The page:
Local law enforcement protects and serves with low pay

JONES COUNTY, MS (WDAM) - According to Forbes World's 100 Highest-Paid Athletes of 2014, Cristiano Ronaldo makes $80 million, Lebron James $72.3 million, Matt Ryan $43.8 million. While you may not be surprised by that, have you ever wondered what your local law enforcement officers make?

The Hattiesburg Police Department's starting salary is $35,000. A basic starting officer in Laurel makes a little more than $34,000. In Jones County, a recruit starts off at $29,000.

Compare that to the highest paid athlete and the difference is more than $79 million.

"We'll pay a baseball player a hundred thousand dollars to step up to the plate and swing the bat one time or more, and you're going to pay a law enforcement officer 30 thousand dollars a year to put his life on the line," said Jones County Sheriff Alex Hodge. "I think it's a shame that we have that type of culture today in society."

The Jones County Sheriff's Department has lost 6 deputies within the last year to higher paid jobs.

"It's not that they want to get out of it, but they've got to do something else to provide for their families," said Jones County Chief of Operations Major Jamie Tedford.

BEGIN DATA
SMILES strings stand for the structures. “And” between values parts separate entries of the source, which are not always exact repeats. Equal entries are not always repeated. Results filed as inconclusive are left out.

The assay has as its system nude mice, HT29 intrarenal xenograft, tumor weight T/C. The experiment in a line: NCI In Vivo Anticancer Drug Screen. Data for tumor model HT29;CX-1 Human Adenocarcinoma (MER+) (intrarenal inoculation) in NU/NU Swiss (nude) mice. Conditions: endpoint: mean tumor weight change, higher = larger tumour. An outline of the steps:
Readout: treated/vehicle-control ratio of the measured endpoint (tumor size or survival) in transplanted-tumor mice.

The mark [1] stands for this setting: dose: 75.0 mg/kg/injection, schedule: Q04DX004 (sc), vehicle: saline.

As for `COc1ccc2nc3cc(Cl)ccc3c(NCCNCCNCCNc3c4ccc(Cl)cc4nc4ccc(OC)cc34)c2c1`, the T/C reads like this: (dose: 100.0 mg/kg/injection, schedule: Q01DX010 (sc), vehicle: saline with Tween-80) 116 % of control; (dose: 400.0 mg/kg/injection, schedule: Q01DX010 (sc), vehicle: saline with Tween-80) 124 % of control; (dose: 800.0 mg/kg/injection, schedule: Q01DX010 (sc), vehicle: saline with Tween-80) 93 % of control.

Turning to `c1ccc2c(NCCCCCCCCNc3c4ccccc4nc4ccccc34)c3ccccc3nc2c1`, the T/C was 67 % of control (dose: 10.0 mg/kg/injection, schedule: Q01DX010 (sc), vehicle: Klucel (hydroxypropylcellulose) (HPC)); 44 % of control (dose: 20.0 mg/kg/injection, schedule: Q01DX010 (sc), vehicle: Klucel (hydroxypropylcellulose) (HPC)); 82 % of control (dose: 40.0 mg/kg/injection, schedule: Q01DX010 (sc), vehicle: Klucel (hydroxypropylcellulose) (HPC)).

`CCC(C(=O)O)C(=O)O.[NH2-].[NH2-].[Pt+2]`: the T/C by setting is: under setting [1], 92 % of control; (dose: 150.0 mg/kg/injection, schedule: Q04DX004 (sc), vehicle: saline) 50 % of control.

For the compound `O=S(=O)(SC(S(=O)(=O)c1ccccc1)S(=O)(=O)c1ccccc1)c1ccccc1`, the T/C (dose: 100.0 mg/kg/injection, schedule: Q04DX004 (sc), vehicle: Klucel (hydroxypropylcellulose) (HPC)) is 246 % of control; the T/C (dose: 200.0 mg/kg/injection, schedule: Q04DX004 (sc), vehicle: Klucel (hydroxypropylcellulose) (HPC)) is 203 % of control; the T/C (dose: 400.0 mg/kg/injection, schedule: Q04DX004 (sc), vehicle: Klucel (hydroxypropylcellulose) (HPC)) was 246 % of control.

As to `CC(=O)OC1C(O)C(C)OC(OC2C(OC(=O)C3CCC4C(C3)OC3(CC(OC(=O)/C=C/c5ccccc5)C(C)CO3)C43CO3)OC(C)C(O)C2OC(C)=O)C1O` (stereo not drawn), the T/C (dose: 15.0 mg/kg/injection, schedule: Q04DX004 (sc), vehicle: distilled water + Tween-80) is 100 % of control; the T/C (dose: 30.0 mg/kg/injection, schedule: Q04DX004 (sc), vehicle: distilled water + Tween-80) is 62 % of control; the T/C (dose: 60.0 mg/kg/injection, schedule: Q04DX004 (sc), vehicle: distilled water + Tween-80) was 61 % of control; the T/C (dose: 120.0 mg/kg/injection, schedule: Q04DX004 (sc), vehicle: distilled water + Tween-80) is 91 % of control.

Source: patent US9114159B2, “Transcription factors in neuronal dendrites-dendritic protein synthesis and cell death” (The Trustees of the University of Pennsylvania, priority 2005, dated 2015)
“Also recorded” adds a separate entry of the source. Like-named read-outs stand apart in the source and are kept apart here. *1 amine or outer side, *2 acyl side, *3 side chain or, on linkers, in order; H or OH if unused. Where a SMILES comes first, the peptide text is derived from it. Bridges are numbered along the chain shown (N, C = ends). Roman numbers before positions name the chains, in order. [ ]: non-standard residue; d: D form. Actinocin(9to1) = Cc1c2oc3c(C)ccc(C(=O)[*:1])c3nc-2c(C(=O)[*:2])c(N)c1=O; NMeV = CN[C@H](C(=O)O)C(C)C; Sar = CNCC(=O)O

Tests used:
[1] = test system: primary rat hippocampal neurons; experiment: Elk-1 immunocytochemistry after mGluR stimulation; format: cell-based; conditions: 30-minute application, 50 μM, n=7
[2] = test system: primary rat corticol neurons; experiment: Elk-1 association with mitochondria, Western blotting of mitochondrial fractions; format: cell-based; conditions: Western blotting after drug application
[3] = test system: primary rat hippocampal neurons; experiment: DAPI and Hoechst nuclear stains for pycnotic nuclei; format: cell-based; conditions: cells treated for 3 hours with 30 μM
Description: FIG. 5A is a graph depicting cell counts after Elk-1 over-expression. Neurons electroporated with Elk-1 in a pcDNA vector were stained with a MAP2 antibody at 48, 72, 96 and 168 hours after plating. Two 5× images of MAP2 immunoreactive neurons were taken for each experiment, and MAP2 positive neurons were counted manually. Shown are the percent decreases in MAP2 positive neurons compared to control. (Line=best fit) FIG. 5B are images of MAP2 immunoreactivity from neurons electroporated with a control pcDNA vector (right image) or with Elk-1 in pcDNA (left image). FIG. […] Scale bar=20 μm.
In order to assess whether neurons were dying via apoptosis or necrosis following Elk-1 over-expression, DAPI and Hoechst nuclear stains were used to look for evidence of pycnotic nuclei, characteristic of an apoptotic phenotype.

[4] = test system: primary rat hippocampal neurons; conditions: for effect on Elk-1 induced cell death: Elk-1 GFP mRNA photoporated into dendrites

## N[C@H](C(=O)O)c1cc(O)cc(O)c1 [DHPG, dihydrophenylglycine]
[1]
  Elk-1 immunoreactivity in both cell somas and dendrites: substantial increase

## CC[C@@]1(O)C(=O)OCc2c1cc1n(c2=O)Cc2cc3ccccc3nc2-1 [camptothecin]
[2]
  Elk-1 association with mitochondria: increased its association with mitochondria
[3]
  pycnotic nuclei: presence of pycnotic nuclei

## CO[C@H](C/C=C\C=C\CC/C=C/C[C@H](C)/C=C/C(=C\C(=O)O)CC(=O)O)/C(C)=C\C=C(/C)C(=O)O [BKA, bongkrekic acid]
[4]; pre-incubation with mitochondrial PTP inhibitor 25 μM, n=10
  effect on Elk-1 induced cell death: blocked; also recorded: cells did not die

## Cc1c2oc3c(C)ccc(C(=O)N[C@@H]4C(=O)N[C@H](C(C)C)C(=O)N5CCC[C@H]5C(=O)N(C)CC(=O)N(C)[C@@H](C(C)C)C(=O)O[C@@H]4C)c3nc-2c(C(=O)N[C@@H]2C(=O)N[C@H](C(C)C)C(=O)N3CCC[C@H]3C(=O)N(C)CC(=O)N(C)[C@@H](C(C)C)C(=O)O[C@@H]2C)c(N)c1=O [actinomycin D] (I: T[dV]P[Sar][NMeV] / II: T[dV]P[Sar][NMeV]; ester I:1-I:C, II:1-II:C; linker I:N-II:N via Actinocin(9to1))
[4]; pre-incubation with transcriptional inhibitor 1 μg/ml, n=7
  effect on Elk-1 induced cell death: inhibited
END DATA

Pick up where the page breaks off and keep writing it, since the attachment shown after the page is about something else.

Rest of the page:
The department will soon lose another one of their men because of money.

"His heart is in law enforcement, he loves what he does, he loves this job," said Sheriff Hodge. 

"We sign up knowing what the pay is with the hopes that it's going to be different," said Major Tedford. 

A Jones County correctional officer, who works with criminals every day, start off at $23,000.

Video from the Jones County jail shows an officer getting into a physical altercation with an inmate. The reason, the inmate did not want to follow orders and change into his proper uniform. The incident happened August 3.

"How many of us would go up in there and amongst criminals with twenty of them inside of a cell put our life on the line and go up in there and get this one guy out," asked Major Tedford.

Within the last year, the department has lost at least 15 correctional officers.

"What do we value in law enforcement," asked Sheriff Hodge. "I can tell you if you look at it from that stand point people will realize that these guys are not paid enough." 

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